The Aftermath of LIBOR and Penny-Shaving Attacks: Anyone remember the LIBOR scandal from back in spring 2008? A trader for UBS Group and Citigroup named Tom Hayes was just sentenced by a British court to 14 years imprisonment for his role as a ringleader of the scandal. Darrell Duffie and Jeremy C. Stein discuss both the scandal and--perhaps more interesting to those of us who bleed economics--the economic function of financial market benchmarks in  "Reforming LIBOR and Other Financial Market Benchmarks," in the Spring 2015 issue of the Journal of Economic Perspectives. (All JEP articles back to the first issue in 1987 are freely available online courtesy of the American Economic Association. Full disclosure: I've worked as Managing Editor of the JEP since that first issue.)
For those who have blotted the episode from their memories, LIBOR stands for London Interbank Offered Rate. It's the interest rate at which big international banks borrow overnight from each other. A main use of LIBOR in financial markets was as a "benchmark" for adjustable interest rates. For example, if you are a potential borrower or lender worried about the risk that interest rates might shift, you might be able to agree on a loan where the interest rate was, say, the LIBOR rate plus 4%. Duffie and Stein point out that using LIBOR as a benchmark interest rate for international loans dates back to 1969, when "a consortium of London-based banks led by Manufacturers Hanover introduced LIBOR in order to entice international borrowers such as the Shah of Iran to borrow from them."
Two key details set the state for the LIBOR fraud. The first detail is that after LIBOR became well-established as a basis for interest rates on loans, the finance industry began to use LIBOR as the basis for lots of more complex financial transactions: for example, "exchange-traded eurodollar futures and options available from Chicago Mercantile Exchange Group, and over-the-counter derivatives including caps, floors, and swaptions (that is, an option to engage in a swap contract)." I won't plow through an explanation of those terms here. The key takeaway is that the benchmark LIBOR interest rate wasn't just linked to about $17 trillion in US dollar loans. It was also linked to $106 trillion in interest rate swap agreements, and tens of trillions more in interest rate options and futures, as well as cross-currency swaps. As a result, if you had some information on how LIBOR was likely to change on a day-to-day basis--even if the change was a seemingly tiny amount that didn't much matter to borrowers or lenders--you could make a substantial amount of money in these more complex financial markets.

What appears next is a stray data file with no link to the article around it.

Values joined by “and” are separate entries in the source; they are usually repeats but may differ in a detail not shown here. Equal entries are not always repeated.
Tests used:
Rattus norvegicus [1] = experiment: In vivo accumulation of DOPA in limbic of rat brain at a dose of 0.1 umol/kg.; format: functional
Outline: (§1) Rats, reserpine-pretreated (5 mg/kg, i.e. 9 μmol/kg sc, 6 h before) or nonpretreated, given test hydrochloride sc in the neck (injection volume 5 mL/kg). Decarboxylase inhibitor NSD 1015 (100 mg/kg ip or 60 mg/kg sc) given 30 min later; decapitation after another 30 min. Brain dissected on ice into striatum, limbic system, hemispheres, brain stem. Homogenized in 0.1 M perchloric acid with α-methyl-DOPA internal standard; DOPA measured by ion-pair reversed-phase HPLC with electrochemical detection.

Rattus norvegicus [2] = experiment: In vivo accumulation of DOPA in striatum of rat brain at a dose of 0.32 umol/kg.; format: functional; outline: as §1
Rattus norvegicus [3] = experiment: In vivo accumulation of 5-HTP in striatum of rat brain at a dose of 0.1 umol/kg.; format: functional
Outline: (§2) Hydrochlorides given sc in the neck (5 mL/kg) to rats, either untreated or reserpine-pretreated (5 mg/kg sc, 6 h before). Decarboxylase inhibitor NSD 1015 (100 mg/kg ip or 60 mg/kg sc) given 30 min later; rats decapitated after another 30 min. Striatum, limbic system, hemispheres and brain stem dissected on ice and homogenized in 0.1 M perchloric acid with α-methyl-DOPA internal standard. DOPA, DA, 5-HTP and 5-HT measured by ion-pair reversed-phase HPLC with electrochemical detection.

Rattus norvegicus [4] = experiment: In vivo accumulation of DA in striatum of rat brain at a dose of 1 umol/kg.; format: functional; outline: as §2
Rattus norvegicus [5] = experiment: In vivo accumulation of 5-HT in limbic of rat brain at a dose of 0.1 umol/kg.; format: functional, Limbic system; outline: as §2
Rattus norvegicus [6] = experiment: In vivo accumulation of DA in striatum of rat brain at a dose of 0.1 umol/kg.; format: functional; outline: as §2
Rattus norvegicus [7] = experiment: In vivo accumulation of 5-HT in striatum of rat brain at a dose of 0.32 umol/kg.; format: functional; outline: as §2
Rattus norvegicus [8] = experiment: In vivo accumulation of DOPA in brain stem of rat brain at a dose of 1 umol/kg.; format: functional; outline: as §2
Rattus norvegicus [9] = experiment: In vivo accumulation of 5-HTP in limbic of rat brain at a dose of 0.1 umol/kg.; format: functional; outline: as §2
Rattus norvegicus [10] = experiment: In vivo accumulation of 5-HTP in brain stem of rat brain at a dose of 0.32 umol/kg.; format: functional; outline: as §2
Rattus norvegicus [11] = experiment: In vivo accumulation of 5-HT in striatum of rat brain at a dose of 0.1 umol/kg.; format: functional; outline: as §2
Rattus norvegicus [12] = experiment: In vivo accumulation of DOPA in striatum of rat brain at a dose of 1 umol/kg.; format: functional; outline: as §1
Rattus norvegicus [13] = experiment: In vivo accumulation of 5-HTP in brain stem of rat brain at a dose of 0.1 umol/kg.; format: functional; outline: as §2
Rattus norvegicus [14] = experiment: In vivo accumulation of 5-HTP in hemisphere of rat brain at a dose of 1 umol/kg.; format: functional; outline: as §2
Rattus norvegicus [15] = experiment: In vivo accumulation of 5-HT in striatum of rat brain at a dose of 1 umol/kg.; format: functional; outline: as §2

The second detail involves how LIBOR was actually calculated. Banks did not actually submit data on the costs of borrowing; indeed, someone at a bank responded to a survey each day with an estimate of what it would cost that bank to borrow--even though on a given day many of these banks weren't actually borrowing from other banks. In addition, during the financial crisis as it erupted in 2007 and 2008, no bank wanted to admit that it would have been charged a higher interest rate if it wanted to borrow, because financial market would be quick to infer that such bank might be in a shaky financial position.
So on one side, LIBOR is a key financial benchmark that affects literally tens of trillions of dollars of continuously traded and complicated financial instruments.  On the other side, you have this key benchmark being determined by a survey of the opinions of fairly junior bank officers who have some incentive to shade the numbers. The British court found that Tom Hayes led a group of traders who sent messages to the bankers who responded to the LIBOR survey, requesting that the LIBOR rate be jerked a little higher one day, or pushed a little lower another day. Again, those who were just using the LIBOR rate as a benchmark for loans probably wouldn't even notice these fluctuations. But traders who knew in advance how the LIBOR was going to twitch up and down could make big money in the options and futures markets.
What's the solution here? Duffie and Stein point out that financial benchmarks like LIBOR are extremely useful in financial markets. However, you need to design the benchmark with some care. For example, instead of using a survey of bank officers, it makes a lot more sense to use an actual market-determined interest rate for a benchmark. Moreover, the LIBOR rate is based on banks borrowing from banks, and so it will reflect risk in the banking sector. For certain kinds of lending and borrowing, it's not clear that you would want your interest rate to rise and fall with changes in the riskiness of the banking sector. Thus, they discuss the virtues of benchmark rates that are market-determined and not linked to the banking sector--like the interest rate for short-term borrowing by the US government. (They also discuss the merits of using some other less well-known  benchmark interest rates, like the Treasury general collateral repurchase rate or the  overnight index swap rate, fo those who want such details.)